## Wednesday, August 7, 2013

### The logician's daughter

Yesterday, my eldest daughter burned the dessert she was baking. You see, the recipe at one point (after a fair amount of baking at a lower temperature) said to bake "for fifteen minutes or until golden brown." She knew the second disjunct was already true at the beginning of that period, but decided to opt for following the first disjunct, as apparently allowed by the recipe. The dessert was black when she was done (though some of the inside was edible).

Tullius said...

She should have known that imperatives do not have truth value and thus are impervious to the rules of implication.

Skylar said...

Even if all imperatives lack truth value, there could be some statements that look (or sound) like imperatives but are not.

Suppose somebody robs me in a dark alley and says, "Give me all your money or I'll shoot!" I understand (rightly, I hope) this statement in disjunctive form: either I give him all of my money, or else he will shoot me.

In this case, instructions about baking seem to be like the example I just gave. Perhaps the (funny) mistake was reading the "or" as inclusive: either cook for 15 minutes or until golden brown (or both).

Alexander R Pruss said...

No, inclusive satisfaction would be perfectly ok, if after 15 minutes it was golden brown.
The problem with the directions was that there was an implicit "whichever comes first".

Dagmara Lizlovs said...

Ah, Live and learn little one. This reminds of the time many, many rains ago, when my sister and I returned home from our respective music camps. We decided to serve our family something we called "music camp pancakes."

Tullius said...

I don't know, Skylar; you seem to undermine the analogy by demonstrating that the baking instance has an implicit unity between disjuncts. As Mr. Pruss states, "whichever comes first" is the idea. Thus, in the baking example you add "or both," which would be problematic in the stick-up scenario. I'm much less likely to hand over money if the statment is not a set of exclusive disjuncts. Therefore, I would reply, "I will give you my money, ONLY IF you do not shoot me."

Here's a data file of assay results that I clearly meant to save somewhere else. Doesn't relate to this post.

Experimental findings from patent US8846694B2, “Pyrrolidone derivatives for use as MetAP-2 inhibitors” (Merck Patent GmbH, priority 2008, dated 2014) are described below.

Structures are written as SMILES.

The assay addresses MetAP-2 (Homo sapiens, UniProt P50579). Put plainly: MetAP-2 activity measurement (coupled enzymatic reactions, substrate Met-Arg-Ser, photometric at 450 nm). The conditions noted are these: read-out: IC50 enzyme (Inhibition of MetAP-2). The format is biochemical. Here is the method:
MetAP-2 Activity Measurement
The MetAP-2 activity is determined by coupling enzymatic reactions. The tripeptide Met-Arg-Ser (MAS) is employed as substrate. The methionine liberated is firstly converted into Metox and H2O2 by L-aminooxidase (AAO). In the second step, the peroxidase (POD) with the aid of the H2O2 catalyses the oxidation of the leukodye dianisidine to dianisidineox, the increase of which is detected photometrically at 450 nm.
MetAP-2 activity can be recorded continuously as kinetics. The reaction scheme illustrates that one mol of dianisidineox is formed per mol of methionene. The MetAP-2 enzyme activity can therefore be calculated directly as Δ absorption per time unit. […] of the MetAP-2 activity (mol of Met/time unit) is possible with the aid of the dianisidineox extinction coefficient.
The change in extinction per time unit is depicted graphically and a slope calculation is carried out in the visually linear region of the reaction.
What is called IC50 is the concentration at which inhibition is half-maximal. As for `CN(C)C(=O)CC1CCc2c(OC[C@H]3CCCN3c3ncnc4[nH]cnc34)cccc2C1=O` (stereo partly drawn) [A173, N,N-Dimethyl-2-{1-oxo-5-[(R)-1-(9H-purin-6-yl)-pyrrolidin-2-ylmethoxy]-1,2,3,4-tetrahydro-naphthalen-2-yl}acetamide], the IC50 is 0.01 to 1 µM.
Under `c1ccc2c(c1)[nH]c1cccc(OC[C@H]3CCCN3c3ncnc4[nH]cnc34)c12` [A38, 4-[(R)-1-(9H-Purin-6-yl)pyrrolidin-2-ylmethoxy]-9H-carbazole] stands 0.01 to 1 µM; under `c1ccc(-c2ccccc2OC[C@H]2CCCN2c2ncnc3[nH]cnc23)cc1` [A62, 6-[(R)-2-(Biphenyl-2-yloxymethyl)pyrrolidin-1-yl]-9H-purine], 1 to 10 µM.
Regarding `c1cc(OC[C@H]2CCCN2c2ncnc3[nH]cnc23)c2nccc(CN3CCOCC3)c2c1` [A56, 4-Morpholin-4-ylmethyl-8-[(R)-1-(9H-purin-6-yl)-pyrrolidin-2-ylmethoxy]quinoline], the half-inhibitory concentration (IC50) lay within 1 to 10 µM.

I'm not comfortable translating the criminal's remarks as "Either you give me your money or I shoot you (or both—that is, whichever comes first)."

Tullius said...

Oh, I reread your remarks. I should have added that in logic, unless otherwise specified, the "or" is always inclusive. The joke applies because the whole statement is true even if only one disjunct is true. So in your example (the indicative version of it) I can take comfort in the fact that as long as he shoots me, he was telling the truth.

Alexander R Pruss said...

Well, maybe it's inclusive in the shooter case, too? If you give him the money he still MIGHT shoot you (and you can't complain that he broke the bargain), but if you don't, then for sure he will (and if he doesn't, you can complain that he broke the bargain :-) ).

Dagmara Lizlovs said...

When we bake our Latvian pirogues (filled with bacon and ham typically, although I've done bacon and venison), the cookbook we have says to bake 15 min. Only we don't do that. Here's our secret, we bake for only 12 or 13 minutes, check the bottom of the pirogues, and add a minute if needed. At that point it is one minute or until the smoke alarm sounds which ever comes first. Then they're done. They taste wonderful when they're fresh out of the oven. They taste even better with beer.

As for the shooter case. I grew up in the Detroit area. There they just shoot you.